- Working on a short project, without too much content to integrate, instead of picking another more ambitious and time consuming idea, was the right choice. My goal was to have Jigsaw Guru on the marketplace the day of the WP7 launch, I submitted it on 10/18 and it got approved on 10/23 (the update I submitted in December passed even faster than that), two weeks before the US launch and two days after the other territories started getting their phones. At times I still had more items on my to-do list than I would have liked, and I made a good push in the last 3 weeks to get everything wrapped up in time, but it never got too crazy.
- Knowing the tools beforehand, and using C# and XNA, definitely made me feel productive. The phone emulator was surprisingly stable in the beta, and the XNA forums were very helpful when I wasn’t sure about something. It’s also worth noting that the website used to submit bug reports allows everybody to see what other people have written, and vote on issues you think are important and should be fixed first.
- Garbage collection is the one thing that can hurt your framerate really bad when using XNA on XBox360 and WP7. But it’s not that hard to avoid: when I had a look at my memory usage late in the project, I only found two spots where I was creating some amount of garbage each frame (both related to strings). Basically what I do is each time the player goes from one screen to another, I load everything I need for the new screen, and I force a garbage collection. This gets rid of temporary objects that may have been created during the loading process, and objects from the previous screen that are not used anymore. After that, I don’t allocate anything, and the garbage collector never has to do any work.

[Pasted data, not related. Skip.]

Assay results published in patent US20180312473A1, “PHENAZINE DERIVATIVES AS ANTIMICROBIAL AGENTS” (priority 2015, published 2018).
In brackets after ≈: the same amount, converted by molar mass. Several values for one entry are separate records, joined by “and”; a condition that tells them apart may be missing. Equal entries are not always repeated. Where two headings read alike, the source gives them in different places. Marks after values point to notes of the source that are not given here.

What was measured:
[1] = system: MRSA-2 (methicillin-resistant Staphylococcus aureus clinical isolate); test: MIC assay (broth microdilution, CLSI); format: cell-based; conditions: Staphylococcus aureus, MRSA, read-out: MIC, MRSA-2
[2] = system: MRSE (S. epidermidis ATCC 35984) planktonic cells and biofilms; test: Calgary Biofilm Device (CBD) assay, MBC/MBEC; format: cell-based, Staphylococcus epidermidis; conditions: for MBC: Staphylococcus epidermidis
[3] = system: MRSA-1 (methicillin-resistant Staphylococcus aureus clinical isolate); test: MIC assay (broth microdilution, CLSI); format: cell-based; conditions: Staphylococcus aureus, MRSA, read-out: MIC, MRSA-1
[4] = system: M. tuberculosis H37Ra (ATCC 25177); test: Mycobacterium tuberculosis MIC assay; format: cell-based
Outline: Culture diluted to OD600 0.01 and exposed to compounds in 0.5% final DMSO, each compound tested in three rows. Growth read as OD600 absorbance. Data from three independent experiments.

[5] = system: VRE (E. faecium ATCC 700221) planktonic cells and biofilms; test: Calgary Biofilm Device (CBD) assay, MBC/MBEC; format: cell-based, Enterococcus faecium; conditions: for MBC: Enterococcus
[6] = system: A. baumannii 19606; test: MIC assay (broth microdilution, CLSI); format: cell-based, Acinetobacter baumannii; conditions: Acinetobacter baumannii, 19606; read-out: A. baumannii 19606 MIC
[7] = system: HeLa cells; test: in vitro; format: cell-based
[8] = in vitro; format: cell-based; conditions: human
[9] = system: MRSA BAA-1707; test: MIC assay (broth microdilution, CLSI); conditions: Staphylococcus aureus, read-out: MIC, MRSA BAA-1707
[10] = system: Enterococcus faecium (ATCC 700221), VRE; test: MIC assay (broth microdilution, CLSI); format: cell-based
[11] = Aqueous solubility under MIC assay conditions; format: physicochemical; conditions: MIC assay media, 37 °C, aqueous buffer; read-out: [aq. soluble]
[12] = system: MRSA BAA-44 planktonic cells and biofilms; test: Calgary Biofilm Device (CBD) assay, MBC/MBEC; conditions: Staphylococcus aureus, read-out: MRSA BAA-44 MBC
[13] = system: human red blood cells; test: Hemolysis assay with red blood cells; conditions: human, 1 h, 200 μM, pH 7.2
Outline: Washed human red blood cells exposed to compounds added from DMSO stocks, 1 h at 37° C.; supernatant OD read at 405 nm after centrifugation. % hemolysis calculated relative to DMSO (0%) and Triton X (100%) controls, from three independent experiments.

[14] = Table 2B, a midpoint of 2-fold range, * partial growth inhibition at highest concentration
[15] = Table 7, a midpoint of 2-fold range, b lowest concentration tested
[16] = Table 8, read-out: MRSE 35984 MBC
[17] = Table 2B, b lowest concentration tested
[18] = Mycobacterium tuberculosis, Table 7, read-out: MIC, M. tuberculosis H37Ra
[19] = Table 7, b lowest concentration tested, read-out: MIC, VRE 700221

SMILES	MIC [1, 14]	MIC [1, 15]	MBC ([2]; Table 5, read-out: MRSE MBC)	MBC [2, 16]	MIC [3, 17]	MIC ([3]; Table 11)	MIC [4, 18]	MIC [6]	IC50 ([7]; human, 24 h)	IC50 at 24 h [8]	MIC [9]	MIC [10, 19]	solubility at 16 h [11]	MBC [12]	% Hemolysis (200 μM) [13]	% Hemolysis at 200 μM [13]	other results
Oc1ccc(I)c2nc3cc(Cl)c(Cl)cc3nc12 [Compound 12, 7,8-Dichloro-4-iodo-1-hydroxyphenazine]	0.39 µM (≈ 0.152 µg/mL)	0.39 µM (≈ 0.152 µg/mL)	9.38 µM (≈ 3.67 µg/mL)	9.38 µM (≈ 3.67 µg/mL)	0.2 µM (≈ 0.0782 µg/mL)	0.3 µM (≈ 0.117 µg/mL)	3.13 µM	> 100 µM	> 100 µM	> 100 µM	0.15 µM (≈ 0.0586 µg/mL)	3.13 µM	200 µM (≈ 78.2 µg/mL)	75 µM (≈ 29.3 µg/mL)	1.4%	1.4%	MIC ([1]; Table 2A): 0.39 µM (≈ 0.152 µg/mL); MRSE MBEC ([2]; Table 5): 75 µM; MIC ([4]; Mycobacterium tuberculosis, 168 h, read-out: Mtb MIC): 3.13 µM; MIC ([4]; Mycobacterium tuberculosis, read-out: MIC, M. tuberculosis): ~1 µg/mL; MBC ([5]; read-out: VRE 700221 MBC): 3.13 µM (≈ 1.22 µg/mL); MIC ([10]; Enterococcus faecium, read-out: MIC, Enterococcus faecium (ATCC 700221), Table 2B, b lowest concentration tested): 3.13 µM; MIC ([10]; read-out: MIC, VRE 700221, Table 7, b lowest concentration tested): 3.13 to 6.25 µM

- Finally: testing. Very few people tested my game while I was developing it, but my friend Alexis alone kept giving me more feedback than I thought I could handle. He never said anything was good just to make me happy, he reported every little detail he didn’t like, even and especially the ones I was aware of but never had time to fix (and maybe thought nobody would notice). Even if I sometimes felt he was nitpicking, this was exactly what I needed.
What went wrong
Developing for a new platform has its share of drawbacks, it’s just how it is. The final version of XNA 4.0 only came out mid-September, and before that I was working with the beta version. As mentioned before, it was pretty solid already, but there was no redistribution of the runtime. Which means you had to install all the tools to be able to just run the game, and you could only install them under Vista or Windows 7 because the phone emulator requires DirectX10, and some of my potential testers were still using Windows XP. So, even if what I was sending was a PC version of the game, they couldn’t run it on XP just because the phone emulator, which they didn’t need, requires a more recent operating system. To work around this problem, I made an XNA 3.1 PC version of Jigsaw Guru, but maintaining two versions side by side for several weeks and merging back and forth between them was not fun.
Coding for a device that wasn’t released yet also meant I could not test what I was doing on real hardware. I unsuccessfully tried to get a phone prototype, and basically the only way I found to run my game on a WP7 at the end of September was to go to a Microsoft event. Even there, I thought there would be phones locked to the tables, that developers could connect to their laptop and use for the whole day, but I was wrong: there was no such thing, and the 4-5 persons who already had a working application to test like me had to do it on the phone of the event’s organizer, when he wasn’t using it for something else. I was able to run my application twice for about 5 minutes each time, and fortunately everything seemed to be working fine, which is a testament of the reliability of the emulator.